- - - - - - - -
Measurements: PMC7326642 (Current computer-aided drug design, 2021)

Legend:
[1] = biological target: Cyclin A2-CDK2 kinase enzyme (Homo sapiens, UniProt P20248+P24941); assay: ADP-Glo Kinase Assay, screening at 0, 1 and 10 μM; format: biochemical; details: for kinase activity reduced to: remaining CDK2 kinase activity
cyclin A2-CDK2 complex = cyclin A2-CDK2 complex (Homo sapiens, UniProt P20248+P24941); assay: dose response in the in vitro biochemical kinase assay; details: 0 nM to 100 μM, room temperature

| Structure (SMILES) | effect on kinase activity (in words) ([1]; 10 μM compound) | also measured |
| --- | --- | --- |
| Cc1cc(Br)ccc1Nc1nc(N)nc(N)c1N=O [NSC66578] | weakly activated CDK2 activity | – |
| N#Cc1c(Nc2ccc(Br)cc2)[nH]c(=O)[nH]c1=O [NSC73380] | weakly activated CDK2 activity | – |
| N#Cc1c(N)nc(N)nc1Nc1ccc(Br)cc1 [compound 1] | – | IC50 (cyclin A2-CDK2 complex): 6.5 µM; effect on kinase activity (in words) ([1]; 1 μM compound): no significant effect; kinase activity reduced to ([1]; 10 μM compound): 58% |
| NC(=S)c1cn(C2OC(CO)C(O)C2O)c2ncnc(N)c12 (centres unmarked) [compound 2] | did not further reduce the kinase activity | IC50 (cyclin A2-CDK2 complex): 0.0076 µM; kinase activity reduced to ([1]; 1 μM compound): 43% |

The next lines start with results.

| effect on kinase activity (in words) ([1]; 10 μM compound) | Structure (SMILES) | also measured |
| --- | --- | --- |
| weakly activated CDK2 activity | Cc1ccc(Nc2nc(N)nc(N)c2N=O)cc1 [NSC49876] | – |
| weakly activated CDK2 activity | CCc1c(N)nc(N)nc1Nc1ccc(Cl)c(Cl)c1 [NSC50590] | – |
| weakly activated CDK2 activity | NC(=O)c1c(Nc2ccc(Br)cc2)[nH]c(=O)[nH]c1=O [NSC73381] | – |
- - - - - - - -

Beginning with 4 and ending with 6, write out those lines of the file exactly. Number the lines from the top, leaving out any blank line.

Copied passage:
cyclin A2-CDK2 complex = cyclin A2-CDK2 complex (Homo sapiens, UniProt P20248+P24941); assay: dose response in the in vitro biochemical kinase assay; details: 0 nM to 100 μM, room temperature

| Structure (SMILES) | effect on kinase activity (in words) ([1]; 10 μM compound) | also measured |
| --- | --- | --- |